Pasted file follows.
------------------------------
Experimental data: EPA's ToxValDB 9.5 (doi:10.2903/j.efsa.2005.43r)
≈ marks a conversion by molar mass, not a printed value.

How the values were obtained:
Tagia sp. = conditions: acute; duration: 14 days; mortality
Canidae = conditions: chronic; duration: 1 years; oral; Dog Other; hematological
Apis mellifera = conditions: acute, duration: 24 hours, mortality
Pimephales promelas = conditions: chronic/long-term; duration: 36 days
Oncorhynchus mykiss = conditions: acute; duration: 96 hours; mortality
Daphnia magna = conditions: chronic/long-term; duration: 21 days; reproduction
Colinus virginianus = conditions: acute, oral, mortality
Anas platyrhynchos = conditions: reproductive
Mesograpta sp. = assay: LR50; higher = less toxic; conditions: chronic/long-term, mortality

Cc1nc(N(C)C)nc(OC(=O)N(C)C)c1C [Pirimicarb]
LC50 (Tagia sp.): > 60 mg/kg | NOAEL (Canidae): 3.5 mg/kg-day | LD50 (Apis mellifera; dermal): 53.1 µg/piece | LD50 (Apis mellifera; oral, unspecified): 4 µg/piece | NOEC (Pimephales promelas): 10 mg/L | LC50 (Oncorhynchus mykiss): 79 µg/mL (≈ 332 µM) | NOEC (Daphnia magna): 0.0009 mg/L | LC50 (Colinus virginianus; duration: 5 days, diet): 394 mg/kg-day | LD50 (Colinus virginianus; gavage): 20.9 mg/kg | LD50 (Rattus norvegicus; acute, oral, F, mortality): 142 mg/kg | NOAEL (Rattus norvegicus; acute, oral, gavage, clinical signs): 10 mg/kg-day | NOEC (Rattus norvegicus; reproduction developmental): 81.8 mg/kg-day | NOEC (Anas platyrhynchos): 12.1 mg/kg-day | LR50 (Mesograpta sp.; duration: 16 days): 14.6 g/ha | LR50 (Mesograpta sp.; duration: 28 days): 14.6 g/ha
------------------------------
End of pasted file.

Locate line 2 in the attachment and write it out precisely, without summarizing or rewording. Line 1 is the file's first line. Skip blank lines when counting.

≈ marks a conversion by molar mass, not a printed value.